Home » Languages » English (Sr. Secondary) » English Essay on “Taxation” Complete Essay, Paragraph, Speech for Class 10, Class 12 and Graduation and other classes.

English Essay on “Taxation” Complete Essay, Paragraph, Speech for Class 10, Class 12 and Graduation and other classes.


Josephine, Emperor Napoleon’s wife, is reputed to have made the famous remark about the certainly of death and taxes. About two hundred years later, even in the age of tax havens and tax-free investment options, taxation is as relevant to society as it has ever been. In the tax havens of the present, though income and investments may not be taxed, the services these havens provide to the public are more expensive than elsewhere: thereby substantially diminishing the advantages of tax freedom. On the other hand, the tax-free investment options which many governments provide are, in a way, meant to encourage people to save money and to make it available for development. Since they serve the interests of both the public and the government, these options are much more prevalent, and certainly more viable. But in the case of both tax havens and tax-free investments, there is no such thing as a free lunch. What one takes with one hand has to be returned, to some extent, with the other. Therefore, taxes either visible or concealed are a certainty; which suggests their inevitability.

But why is taxation what it is and why are taxes unavoidable? Part of the answer lies in the basic human need to depend on one another, and in the collective inability to survive without the support of natural resources and the general environment. In other words, there is no such thing as independent existence or survival without responsibility. It is this responsibility that quantifies as tax, which is what we have to part with for what we take from around us, to live.

From this rather wide and expansive connotation of the word ‘tax’, we have now restricted its meaning to a form of payment made to the government. This scaling down of the sense of the word has both advantages and disadvantages. Since its meaning has been limited, taxation has become more easily understandable, more easily assess able, and more importantly, more easily payable. We can know how much to pay, to whom, and quite often, for what. But such simplicity in the interpretation of taxation has made taxes seem like unavoidable, enforced charity. The tax man is often seen as an unwelcome pest savoring our hard-earned goodies. Moreover,’ since taxes are seen as a form of charity, they are paid with scorn, derision and a sense of loss.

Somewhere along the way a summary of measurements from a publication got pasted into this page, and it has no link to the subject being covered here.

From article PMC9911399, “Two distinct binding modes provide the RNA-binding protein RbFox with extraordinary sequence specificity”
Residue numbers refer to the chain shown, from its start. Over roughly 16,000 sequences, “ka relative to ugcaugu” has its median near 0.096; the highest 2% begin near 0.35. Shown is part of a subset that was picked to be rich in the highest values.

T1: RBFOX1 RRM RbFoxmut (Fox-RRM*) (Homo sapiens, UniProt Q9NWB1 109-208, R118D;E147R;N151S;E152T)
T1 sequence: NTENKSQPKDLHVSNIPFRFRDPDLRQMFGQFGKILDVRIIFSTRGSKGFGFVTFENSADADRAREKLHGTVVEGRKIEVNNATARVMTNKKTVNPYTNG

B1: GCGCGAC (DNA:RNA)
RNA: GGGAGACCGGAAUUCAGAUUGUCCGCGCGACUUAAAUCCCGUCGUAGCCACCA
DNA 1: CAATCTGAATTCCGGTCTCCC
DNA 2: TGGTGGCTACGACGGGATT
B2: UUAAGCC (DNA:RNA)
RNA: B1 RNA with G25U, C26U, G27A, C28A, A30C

Taxpayers take pride in their ability to pay taxes, and thereby, to support social development. They also, quite justifiably, demand in return social respectability for themselves and security of their interests. However, though their demands are justifiable, taxpayers should not forget that they do not create their wealth themselves, independently. They have to depend on something, be it natural resources, or fellow human beings, to earn what they have, and that it is in the fitness of things that they should return a part of what they earn, to those that made such earning possible. With such a background explanation, tax payment can be seen more as an act of obligation than as a gesture of charity.